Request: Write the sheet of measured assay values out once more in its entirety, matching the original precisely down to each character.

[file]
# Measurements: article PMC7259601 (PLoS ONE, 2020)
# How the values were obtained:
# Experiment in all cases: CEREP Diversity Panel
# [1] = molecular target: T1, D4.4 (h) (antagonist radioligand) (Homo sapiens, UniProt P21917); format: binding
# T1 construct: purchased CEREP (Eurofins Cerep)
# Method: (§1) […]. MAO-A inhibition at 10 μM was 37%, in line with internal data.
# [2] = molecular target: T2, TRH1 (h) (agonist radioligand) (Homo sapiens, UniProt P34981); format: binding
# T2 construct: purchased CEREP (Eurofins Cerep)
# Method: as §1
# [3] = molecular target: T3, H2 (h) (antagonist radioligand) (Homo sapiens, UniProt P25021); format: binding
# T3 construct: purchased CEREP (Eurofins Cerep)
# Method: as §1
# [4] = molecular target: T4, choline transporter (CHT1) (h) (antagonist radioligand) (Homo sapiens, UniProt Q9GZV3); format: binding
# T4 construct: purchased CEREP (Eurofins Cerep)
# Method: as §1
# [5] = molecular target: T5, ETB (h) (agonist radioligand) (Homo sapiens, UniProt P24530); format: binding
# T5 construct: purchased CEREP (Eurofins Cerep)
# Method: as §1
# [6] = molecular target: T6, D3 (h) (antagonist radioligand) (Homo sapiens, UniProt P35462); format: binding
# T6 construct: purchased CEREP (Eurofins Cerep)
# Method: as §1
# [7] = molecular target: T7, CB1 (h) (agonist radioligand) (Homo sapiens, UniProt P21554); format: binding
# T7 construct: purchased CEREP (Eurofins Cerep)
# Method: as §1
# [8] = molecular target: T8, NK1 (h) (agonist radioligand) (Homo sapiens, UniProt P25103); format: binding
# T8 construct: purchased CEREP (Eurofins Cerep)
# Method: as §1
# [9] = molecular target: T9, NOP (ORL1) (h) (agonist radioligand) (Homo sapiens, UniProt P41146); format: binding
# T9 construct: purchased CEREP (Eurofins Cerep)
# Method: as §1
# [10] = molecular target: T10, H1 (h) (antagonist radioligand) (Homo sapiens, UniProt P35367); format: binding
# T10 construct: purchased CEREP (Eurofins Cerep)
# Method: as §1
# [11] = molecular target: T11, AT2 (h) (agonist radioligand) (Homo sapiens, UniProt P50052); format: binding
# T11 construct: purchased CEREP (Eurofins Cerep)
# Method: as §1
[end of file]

# Measurements: article PMC7259601 (PLoS ONE, 2020)
# How the values were obtained:
# Experiment in all cases: CEREP Diversity Panel
# [1] = molecular target: T1, D4.4 (h) (antagonist radioligand) (Homo sapiens, UniProt P21917); format: binding
# T1 construct: purchased CEREP (Eurofins Cerep)
# Method: (§1) […]. MAO-A inhibition at 10 μM was 37%, in line with internal data.
# [2] = molecular target: T2, TRH1 (h) (agonist radioligand) (Homo sapiens, UniProt P34981); format: binding
# T2 construct: purchased CEREP (Eurofins Cerep)
# Method: as §1
# [3] = molecular target: T3, H2 (h) (antagonist radioligand) (Homo sapiens, UniProt P25021); format: binding
# T3 construct: purchased CEREP (Eurofins Cerep)
# Method: as §1
# [4] = molecular target: T4, choline transporter (CHT1) (h) (antagonist radioligand) (Homo sapiens, UniProt Q9GZV3); format: binding
# T4 construct: purchased CEREP (Eurofins Cerep)
# Method: as §1
# [5] = molecular target: T5, ETB (h) (agonist radioligand) (Homo sapiens, UniProt P24530); format: binding
# T5 construct: purchased CEREP (Eurofins Cerep)
# Method: as §1
# [6] = molecular target: T6, D3 (h) (antagonist radioligand) (Homo sapiens, UniProt P35462); format: binding
# T6 construct: purchased CEREP (Eurofins Cerep)
# Method: as §1
# [7] = molecular target: T7, CB1 (h) (agonist radioligand) (Homo sapiens, UniProt P21554); format: binding
# T7 construct: purchased CEREP (Eurofins Cerep)
# Method: as §1
# [8] = molecular target: T8, NK1 (h) (agonist radioligand) (Homo sapiens, UniProt P25103); format: binding
# T8 construct: purchased CEREP (Eurofins Cerep)
# Method: as §1
# [9] = molecular target: T9, NOP (ORL1) (h) (agonist radioligand) (Homo sapiens, UniProt P41146); format: binding
# T9 construct: purchased CEREP (Eurofins Cerep)
# Method: as §1
# [10] = molecular target: T10, H1 (h) (antagonist radioligand) (Homo sapiens, UniProt P35367); format: binding
# T10 construct: purchased CEREP (Eurofins Cerep)
# Method: as §1
# [11] = molecular target: T11, AT2 (h) (agonist radioligand) (Homo sapiens, UniProt P50052); format: binding
# T11 construct: purchased CEREP (Eurofins Cerep)
# Method: as §1